Relentless focus on targeting poor teachers and Principals helps raise standards

But at what cost?


Michelle Rhee was appointed to take over the troubled Washington  D.C. school system in June 2007. When Rhee took over, D.C. schools were tied with Los Angeles for worst-in-the-nation status. During her tenure Rhee garnered both praise and criticism for her tactics and methods. In October 2010, she announced plans to leave the position and was replaced   by Kaya Henderson, as interim  Chancellor of DC schools.  And since her departure educationalists have been  trying to work out whether or not her reforms …worked.  A relentless drive to improve teacher quality, removing poor teachers and principals, streamlining schools, giving teachers new pay incentives – promoting the best teachers, in fact  all pretty good ideas. Rhees signature reform was in   introducing IMPACT, a  system for assessing the performance of teachers and other school-based staff. “It’s seeing teaching quality as the key factor in improving failing schools in particular and trying to approach the improvement of teacher quality both by financial incentives for high performance and for some methods of being able to release teachers who are seen as low performers,” said Robert Floden, the co-director of the Education Policy Center at Michigan State University. “She’s probably the most extreme example of someone who let a lot of teachers go on the basis of her judgments on their performance.” Some critics claim though that  she failed ,period. Others ,probably the majority,  that  she had the right ideas but the wrong  ‘adversarial ‘approach  The argument is   that you can’t fire your way to success. Boosting teacher quality, they say, requires a tempered meshing of improving teacher evaluation and professional development.

Rhee knew that there had been a well-documented decline over many years  in the calibre of those aspiring to teach in Washington area  – calculated by SAT scores, grades, scores on certification tests, etc. Rhee boosted the District off the  floor, with significant gains on the federal “report card,” widely considered the gold standard of academic achievement.  Since 2007, secondary schools have improved their standardized test pass rates by 14% in reading and 17% in maths, while elementary school pass rates have improved 6% in reading and 15% in maths. Systemwide graduation rates also improved by 3%, up to 72% in 2009. In  2010, Rhee and the unions agreed on a new contract that offered 20% pay raises and bonuses of $20,000 to $30,000 for “strong student achievement,” in exchange for weakened teachers’ seniority protections and the end of teacher tenure for one year. Under this new agreement, Rhee  sacked 241 teachers, the vast majority of whom received poor evaluations, and put 737 additional school employees on notice.  However, significant achievement gaps remain between students in high-performing and low-performing school districts, and between white and African American students. Those gains also  came about the hard way, by firing principals and teachers with low expectations, minimal skills as educators or both.  Several urban school chiefs  though have been  winning plaudits for carrying out important reforms with   more collaborative, collegiate  approaches: in Baltimore, Tampa and Miami, for instance. But it is significant that  their reform packages fall short of what Rhee accomplished in Washington DC, in terms of outcomes.  Rhee’s philosophy seems to be that if you want to fundamentally reform the system you are bound to upset producer interests,  and particularly the Unions.  So, get over it.Critics though  say that  the means of evaluating teachers performance  is unfair and she could have achieved more  by not polarising opinion with such an adversarial approach.  Maybe, but her approach seems to have delivered results and she had to be tough to overcome union resistance. She was also applying policies in sympathy with federal government  thinking over how best to raise school standards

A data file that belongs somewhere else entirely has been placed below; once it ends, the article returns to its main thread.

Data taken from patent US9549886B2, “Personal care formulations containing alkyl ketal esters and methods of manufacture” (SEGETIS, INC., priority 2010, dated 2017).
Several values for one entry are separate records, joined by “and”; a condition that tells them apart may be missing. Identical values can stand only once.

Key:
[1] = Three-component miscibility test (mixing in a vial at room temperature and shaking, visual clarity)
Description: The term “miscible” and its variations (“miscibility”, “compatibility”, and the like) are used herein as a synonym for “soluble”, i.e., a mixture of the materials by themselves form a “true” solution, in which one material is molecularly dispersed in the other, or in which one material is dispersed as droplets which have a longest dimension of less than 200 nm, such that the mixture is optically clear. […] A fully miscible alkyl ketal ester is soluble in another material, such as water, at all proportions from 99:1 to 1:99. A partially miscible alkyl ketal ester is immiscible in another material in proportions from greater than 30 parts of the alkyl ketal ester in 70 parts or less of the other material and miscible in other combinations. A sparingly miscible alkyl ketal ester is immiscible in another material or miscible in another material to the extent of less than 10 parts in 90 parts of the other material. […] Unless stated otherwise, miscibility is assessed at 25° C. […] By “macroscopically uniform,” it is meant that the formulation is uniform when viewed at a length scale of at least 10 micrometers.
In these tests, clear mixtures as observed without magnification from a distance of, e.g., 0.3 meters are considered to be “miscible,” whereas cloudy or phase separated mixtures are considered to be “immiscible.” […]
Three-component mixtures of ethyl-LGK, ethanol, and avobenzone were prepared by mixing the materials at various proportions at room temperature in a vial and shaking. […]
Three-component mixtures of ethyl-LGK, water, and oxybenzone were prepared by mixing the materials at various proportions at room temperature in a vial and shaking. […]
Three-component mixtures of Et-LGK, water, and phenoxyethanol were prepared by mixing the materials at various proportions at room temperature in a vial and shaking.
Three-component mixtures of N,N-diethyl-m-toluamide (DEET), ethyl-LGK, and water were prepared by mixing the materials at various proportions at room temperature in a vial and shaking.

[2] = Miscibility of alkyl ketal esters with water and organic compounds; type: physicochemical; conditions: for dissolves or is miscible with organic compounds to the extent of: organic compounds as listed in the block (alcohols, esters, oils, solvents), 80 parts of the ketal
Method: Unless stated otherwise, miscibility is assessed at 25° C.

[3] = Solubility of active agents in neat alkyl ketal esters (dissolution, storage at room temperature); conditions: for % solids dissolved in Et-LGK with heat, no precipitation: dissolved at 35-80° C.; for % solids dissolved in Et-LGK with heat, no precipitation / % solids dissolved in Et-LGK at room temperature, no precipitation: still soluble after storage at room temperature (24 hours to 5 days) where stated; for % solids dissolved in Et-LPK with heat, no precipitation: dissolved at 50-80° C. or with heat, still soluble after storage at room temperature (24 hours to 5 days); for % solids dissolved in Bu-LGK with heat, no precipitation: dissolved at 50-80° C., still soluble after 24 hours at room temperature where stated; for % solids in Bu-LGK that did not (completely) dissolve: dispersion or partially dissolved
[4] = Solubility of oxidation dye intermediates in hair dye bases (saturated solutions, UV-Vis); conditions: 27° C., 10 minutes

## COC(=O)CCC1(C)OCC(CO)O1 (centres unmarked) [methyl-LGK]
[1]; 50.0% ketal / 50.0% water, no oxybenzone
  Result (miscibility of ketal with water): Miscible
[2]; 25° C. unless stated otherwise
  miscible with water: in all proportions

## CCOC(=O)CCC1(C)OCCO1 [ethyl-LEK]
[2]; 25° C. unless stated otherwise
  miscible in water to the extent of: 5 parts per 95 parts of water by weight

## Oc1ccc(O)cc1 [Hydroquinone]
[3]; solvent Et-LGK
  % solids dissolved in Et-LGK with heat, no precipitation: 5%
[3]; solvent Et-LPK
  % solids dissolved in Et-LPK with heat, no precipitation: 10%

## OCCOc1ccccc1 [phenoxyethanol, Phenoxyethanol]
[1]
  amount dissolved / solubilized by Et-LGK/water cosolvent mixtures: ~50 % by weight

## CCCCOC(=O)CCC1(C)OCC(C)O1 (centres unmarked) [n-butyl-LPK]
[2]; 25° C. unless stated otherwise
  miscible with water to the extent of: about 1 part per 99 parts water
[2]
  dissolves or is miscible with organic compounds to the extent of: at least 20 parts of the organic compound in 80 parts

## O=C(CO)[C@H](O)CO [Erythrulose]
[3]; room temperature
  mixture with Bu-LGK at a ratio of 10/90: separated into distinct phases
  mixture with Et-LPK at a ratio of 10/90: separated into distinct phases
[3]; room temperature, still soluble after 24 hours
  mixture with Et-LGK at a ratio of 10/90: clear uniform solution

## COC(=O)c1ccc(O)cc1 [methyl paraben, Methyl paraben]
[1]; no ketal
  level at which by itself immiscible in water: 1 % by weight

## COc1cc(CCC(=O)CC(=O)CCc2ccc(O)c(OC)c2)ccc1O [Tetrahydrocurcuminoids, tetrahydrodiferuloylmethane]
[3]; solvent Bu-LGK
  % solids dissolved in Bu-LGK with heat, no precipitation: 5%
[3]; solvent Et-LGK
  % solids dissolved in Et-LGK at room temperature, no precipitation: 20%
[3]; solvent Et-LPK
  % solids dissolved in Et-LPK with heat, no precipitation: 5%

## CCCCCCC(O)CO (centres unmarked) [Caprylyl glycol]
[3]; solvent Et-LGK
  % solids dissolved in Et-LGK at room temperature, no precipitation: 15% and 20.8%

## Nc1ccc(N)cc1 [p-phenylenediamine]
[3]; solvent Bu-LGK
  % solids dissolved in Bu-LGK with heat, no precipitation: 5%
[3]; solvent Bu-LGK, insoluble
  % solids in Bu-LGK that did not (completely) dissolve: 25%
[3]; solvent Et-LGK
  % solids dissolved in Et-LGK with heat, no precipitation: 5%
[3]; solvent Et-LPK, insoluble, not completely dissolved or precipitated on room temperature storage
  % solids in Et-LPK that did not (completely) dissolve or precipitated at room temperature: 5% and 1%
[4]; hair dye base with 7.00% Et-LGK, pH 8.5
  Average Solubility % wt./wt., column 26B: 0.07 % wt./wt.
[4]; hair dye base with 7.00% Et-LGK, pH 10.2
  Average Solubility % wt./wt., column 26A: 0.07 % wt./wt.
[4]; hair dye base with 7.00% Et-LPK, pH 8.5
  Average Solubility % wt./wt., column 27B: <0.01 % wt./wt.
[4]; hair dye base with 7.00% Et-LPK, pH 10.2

1. As a former teacher in the DCPS I am a strong opponent of Michelle Rhee’s tactics. Large gains were made in schools West of the Anacostia, however East of the river where I taught the disparity was enormous. Teachers were expected to achieve similar results to teachers who had larger budgets, better resources and an adequate school environment. Not only do teachers who work in high-poverty schools have an uphill battle dealing with the socioeconomic issues of the students, but are not afforded the same support as teachers West of the river. Rhee might be viewed as successful as a whole, but as a former teacher in Southeast who has watched numerous schools close, firing of entire staffs, high teacher turnover rates, etc. I feel as if her success should be gauged by the improvements made in the worst schools and by that standard she has failed.

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